Democratic National Committee Deputy Chairman Keith Ellison is a powerful player in the party's efforts to reconfigure before the 2018 midterm elections. After losing ground with the white working class in 2016, and suffering devastating down-ballot loses over the course of the Obama administration, Democrats are on a mission to more effectively pitch their policies to skeptical voters.
Ellison, a Democratic congressman from Minnesota, implored progressives gathered at Netroots Nation on Friday to embrace the philosophy of intersectionality. "All of us in this room have got to defend intersectionality as a concept," he said from the stage, drawing cheers from the crowd.
"That applause ain't quite loud enough!" Ellison went on, riling up the crowd.
Seated to his left was Kimberlé Crenshaw, the feminist scholar credited with introducing the philosophy of intersectionality in the 1980's. Crenshaw said she's been "astonished" by the attacks on her work, which even prompted her to go back and read it herself, wondering if perhaps she said something wrong. From that, Crenshaw explained she came away "with an even greater feeling that the distortion isn't accidental."
The professor called attacks on intersectionality a kind of "ideological gentrification" where detractors saw an opportunity to "take it around and turn it on its head."
"Smear is their tool," Ellison said, speaking more generally of conservatives. The DNC deputy chairman, a longtime progressive activist, called intersectionality an "incredibly powerful idea" and a "good way to understand linked oppression."
The concept is popular on college campuses where professors of race and gender theory pass it along to student activists. Like most academic theories, intersectionality's definition varies, but the Oxford English Dictionary says the concept describes "the interconnected nature of social categorizations such as race, class, and gender as they apply to a given individual or group, regarded as creating overlapping and interdependent systems of discrimination or disadvantage."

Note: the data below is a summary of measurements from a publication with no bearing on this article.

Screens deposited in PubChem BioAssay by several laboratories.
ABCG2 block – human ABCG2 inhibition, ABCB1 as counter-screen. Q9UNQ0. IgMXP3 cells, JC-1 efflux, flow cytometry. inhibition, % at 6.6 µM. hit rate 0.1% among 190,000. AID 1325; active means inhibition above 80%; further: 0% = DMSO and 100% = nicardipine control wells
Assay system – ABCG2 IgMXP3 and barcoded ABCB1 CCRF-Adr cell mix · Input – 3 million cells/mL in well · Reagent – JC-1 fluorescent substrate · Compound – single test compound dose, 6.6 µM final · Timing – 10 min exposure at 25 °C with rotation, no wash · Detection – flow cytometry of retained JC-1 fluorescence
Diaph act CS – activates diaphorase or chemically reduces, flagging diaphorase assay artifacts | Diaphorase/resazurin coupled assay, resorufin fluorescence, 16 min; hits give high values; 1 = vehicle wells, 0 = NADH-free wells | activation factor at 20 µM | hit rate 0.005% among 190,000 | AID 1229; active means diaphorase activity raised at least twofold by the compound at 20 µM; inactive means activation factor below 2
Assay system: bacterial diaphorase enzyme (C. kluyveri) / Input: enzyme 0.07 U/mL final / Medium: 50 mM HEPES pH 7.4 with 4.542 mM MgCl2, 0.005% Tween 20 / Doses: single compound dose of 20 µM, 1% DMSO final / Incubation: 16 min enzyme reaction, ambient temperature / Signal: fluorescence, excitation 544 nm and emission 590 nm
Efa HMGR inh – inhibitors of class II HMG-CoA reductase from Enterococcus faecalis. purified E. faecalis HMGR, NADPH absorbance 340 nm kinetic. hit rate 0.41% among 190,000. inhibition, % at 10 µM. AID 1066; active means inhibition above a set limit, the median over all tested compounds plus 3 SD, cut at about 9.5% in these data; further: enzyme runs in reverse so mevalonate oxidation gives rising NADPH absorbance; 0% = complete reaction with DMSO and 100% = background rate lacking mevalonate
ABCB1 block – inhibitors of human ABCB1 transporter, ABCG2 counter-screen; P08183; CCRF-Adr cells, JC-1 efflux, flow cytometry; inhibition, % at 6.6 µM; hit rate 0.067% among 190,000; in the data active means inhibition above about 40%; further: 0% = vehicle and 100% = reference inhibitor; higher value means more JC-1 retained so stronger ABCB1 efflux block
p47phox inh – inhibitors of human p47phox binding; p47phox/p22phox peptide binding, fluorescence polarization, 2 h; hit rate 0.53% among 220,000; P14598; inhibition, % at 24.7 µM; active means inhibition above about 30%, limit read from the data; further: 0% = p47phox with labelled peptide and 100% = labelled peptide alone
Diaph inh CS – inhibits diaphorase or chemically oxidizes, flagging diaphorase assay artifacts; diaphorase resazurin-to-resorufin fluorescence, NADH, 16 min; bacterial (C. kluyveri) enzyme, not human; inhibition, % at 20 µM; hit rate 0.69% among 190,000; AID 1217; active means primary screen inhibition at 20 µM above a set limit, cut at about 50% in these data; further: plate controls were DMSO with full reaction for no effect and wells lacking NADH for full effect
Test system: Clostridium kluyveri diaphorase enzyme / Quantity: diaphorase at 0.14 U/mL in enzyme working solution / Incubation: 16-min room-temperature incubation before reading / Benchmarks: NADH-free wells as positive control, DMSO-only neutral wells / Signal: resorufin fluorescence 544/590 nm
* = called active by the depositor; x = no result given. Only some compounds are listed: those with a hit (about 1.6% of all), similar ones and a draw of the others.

To sum up intersectionality in brief, it means that once you've accepted that everything is racist, consistency demands that you also accept everything is sexist, everything is transphobic, everything is Islamophobic, and so on and so forth. Think of it as the grand unified theory of victimhood.
Crenshaw herself has explained it "came from the idea that if you're standing in the path of multiple forms of exclusion, you are likely to get hit by both."
The doctrine is characteristic of the brand of progressive radicalism from which many centrist Democrats believe the party must disassociate in order to broaden its appeal and recapture working class voters between the coasts. With Ellison perched in power at the DNC, those pleas probably won't be persuasive.
Emily Jashinsky is a commentary writer for the Washington Examiner.